Interpreting places & landscapes
Geography 1, 2nd Sem. AY 2010-2011 Ms. Rocelyn C. De Vera
• How the environment shapes & is shaped by people • How it is perceived & understood by people
a characteristic and tangible outcome of the complex interactions between a human group and a natural environment.Landscapes without any evidence or trace of human activities. • Cultural Landscape .
.2 Major Kinds of Landscape
• Natural Landscape .
• Natural Landscape • Cultural Landscape
• A characteristic and tangible outcome of the complex interactions between a human group and a natural environment
our struggles & triumphs as humans
• Archive of society
our culture and experiences Comprehensive product of human action
of evidence about our character and experience.
Types of Landscape
• Ordinary/Vernacular Landscape • Symbolic Landscape
. values.) Ordinary landscapes (vernacular)
– Everyday landscapes that people create in the course of their lives – Landscapes that are lived-in and changed
– Influence and change the perceptions.Types of Landscape
Types of Landscape
1.) Ordinary landscapes (vernacular)
– Work – Social activities – School
that the builders & financiers of those landscapes want to impart to a larger public
.) Symbolic landscapes
– Representations of particular values.Types of Landscape
2. or aspirations.
• Landscapes of power • Landscapes of despair • Derelict landscapes
landscapes can be read and written by groups and individuals.Landscape as Text
• Like a book. • There are “readers” and “writers”
. • Landscapes do not come ready-made with labels on them.
• Many cultural landscapes exist in any single place • Quiapo • School • Reflect the lives of ordinary people. as well as the more powerful
.. intentions. meanings.Study of Landscape
• Humanistic approach
– Places individual at the center of analysis – Values.
Study of Landscape
• Humanistic approach
• individual ≠ group
gender.Study of Landscape
• Larger forces and individuals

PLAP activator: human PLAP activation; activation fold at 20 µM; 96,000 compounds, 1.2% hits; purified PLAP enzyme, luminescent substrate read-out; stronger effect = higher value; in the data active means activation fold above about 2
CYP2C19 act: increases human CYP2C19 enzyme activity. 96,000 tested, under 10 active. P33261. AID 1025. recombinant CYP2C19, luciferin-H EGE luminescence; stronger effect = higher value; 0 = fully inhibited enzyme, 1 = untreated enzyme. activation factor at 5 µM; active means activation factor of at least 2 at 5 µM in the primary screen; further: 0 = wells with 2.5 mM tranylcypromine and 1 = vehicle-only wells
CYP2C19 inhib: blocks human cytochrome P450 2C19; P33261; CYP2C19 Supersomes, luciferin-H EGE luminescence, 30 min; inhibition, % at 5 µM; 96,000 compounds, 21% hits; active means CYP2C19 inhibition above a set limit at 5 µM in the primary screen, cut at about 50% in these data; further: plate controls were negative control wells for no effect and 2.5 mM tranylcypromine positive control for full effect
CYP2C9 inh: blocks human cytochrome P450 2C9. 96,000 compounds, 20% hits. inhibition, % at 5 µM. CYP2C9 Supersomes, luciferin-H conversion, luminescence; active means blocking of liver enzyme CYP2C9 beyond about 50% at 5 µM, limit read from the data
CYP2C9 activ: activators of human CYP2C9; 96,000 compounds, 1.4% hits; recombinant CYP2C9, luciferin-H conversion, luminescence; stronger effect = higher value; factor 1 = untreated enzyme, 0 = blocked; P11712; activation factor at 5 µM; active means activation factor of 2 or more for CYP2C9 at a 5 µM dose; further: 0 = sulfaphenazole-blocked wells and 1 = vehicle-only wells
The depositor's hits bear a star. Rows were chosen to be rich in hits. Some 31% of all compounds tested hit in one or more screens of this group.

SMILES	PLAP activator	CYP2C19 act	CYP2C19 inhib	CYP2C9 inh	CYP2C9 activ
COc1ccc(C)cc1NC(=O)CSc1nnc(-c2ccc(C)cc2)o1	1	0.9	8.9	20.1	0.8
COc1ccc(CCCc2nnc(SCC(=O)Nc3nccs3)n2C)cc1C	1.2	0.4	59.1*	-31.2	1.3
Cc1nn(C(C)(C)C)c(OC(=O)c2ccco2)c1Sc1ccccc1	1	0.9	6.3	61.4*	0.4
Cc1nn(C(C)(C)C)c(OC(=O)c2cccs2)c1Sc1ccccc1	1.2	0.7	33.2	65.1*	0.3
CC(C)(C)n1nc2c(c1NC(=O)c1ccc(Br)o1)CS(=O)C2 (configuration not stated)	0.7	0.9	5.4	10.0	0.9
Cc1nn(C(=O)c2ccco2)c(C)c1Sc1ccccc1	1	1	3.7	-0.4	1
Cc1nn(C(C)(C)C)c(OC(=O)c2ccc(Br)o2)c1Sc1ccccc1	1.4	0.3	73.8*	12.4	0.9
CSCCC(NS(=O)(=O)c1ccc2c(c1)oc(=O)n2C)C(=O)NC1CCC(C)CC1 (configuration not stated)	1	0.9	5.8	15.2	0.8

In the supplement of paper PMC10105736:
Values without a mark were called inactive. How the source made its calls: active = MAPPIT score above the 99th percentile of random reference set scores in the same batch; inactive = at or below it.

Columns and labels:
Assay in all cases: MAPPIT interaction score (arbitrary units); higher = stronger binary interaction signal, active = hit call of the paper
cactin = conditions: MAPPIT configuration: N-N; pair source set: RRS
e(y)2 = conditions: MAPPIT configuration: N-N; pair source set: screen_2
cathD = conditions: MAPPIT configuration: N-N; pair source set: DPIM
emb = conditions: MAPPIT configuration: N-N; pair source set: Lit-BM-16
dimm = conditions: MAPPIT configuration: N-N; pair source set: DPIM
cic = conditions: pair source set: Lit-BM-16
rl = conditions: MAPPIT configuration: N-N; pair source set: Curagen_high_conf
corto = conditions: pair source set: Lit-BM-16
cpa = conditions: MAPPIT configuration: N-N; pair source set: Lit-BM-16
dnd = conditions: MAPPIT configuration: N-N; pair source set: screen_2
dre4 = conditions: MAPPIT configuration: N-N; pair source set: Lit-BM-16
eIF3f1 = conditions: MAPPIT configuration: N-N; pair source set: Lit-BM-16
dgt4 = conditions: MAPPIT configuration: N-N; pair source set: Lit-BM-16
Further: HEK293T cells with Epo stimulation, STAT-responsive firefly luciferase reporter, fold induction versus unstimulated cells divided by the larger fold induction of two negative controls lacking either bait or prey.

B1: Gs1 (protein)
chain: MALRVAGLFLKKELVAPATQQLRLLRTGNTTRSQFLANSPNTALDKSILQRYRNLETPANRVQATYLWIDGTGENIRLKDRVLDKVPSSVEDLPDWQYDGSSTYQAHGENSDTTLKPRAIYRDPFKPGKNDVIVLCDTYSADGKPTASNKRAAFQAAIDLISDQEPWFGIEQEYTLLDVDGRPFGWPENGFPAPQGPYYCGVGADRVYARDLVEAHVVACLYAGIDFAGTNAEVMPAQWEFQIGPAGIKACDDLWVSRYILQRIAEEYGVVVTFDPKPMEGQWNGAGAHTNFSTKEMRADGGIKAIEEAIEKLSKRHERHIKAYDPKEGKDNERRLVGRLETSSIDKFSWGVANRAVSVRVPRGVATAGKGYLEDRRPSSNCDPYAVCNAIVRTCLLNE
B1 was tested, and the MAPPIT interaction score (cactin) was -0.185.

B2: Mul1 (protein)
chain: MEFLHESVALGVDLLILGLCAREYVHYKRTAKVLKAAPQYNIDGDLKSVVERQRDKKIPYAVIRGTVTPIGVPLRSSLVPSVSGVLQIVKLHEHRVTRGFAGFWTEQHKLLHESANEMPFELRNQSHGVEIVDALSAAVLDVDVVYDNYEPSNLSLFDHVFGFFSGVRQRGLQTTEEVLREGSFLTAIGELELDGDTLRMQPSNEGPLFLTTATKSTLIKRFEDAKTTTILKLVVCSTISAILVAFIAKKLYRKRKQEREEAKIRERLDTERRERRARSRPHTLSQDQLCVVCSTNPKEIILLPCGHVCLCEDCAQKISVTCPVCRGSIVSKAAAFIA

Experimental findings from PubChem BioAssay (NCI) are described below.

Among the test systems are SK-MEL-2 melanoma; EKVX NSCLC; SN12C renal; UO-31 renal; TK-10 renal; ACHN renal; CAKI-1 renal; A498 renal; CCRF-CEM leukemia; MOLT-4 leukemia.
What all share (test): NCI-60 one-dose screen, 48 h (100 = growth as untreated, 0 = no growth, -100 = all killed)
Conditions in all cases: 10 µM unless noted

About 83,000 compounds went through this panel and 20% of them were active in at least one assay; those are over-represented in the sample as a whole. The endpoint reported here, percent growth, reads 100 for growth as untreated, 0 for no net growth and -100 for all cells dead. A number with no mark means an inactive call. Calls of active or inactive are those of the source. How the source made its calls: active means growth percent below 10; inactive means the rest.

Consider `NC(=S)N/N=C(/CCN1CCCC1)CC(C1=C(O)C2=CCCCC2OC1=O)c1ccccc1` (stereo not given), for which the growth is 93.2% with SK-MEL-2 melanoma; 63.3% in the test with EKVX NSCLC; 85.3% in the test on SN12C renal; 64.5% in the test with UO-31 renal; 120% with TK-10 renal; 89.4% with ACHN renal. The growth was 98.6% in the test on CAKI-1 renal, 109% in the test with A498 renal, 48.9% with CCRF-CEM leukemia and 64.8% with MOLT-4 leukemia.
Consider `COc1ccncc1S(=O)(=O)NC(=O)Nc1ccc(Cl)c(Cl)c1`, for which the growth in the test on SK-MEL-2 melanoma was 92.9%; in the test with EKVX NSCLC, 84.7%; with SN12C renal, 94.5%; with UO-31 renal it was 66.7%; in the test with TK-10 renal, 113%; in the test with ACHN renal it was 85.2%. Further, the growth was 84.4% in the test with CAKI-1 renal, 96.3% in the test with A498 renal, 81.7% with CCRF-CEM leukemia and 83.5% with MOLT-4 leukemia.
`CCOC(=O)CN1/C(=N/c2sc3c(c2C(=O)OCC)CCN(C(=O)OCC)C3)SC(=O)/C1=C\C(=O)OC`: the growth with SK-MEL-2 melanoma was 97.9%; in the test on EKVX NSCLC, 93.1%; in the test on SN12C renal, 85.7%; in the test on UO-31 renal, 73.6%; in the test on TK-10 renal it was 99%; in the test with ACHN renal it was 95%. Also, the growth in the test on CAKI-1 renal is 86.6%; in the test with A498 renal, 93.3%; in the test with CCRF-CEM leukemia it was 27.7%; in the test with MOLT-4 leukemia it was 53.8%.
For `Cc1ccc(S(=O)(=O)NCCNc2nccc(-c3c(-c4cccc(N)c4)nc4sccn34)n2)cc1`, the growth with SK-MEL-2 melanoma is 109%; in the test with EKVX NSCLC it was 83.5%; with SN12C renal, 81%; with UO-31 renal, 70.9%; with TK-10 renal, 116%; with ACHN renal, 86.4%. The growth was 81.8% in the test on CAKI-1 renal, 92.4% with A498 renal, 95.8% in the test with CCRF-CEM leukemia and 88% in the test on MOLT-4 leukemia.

• Culture. government • Enhance or constrains individual lives • Two-way
• Provides a source of physical safety & security • A source of stimulation • A physical expression of bull identity
breeding areas December and January
beach areas that offer protection from the winter storms and high surf wave action
plans. memories. associations. intimates. dreams.Place-making
• physical territory (the physical body. purposes. cultural or religious groupings). theories. peer
• social territory (family. club. other social. clan.
. tribe. time). real and
• psychic territory (thoughts.
Territory When a territory is threatened defend it attack the territory of the attacker suffer the trauma of invasion overcrowding
Destruction of properties. vandalism
Breaking up social ties Plagiarism.Attacking of ideas
• Persistent attachment to a specific location
• Geography of people’s behavior
– Claims to spaces
regular use – 2. use of spatial markers – 3.Claiming space
• Unwritten territorial rules
– 1. bubbles or areas of personal space that we try not to invade (or allow to be invaded by others)
"typical" American prefers to speak to strangers literally at arm's length
"typical" Swiss prefers a distance of twelve to eighteen inches "typical" Japanese prefers about two arm's lengths both of which may discomfort many Americans. may have quite different ideas of personal space.
Personal space different people within those cultures.
different people Different cultures.
• Study of the social & cultural meanings that people give to personal space. different ideas of personal space.
Sense of place
• People and places • through territoriality
• Sense of place
– Feelings evoked among people as a result of the experiences. memories. that its loss can be traumatic – Insiders– feel at home
. & symbolism that they associate with a given place
– Place is important to us.
. school.• Sentimental
• Affective bonds with places • Become “significant” to individuals (special attachment or sense of identity or belonging) • Home.
T O P O P H IL I A
How do insiders develop sense of place?
a) through shared dress codes. b) through familiarity with the history and symbolism of particular elements of the physical environment
c) through people’s familiarity with one another and their surroundings
.. speech patterns.
• Cognitive Images
– what people see in the mind’s eye when they think of a particular place or setting
The formation of cognitive images:
THE REAL WORLD
Birth and personality
TRANSFORMED COGNITIVE IMAGE
the less info we have b) our own biases .What causes distortion of images?
a) incomplete information .the farther we live from the area.we remember more what we like or what we think is significant
Compiled through behavioral patterns
• Influence behavior
Images and behavior
• The narrower • The less likely
• Venture beyond their home area
• Shopping Behavior of people
nearest store with the lowest prices
traffic. they tend to avoid places they regard as repellant and fearsome
. reassuring. parking. relaxing. pedestrian circulation
People go to places they regard as attractive.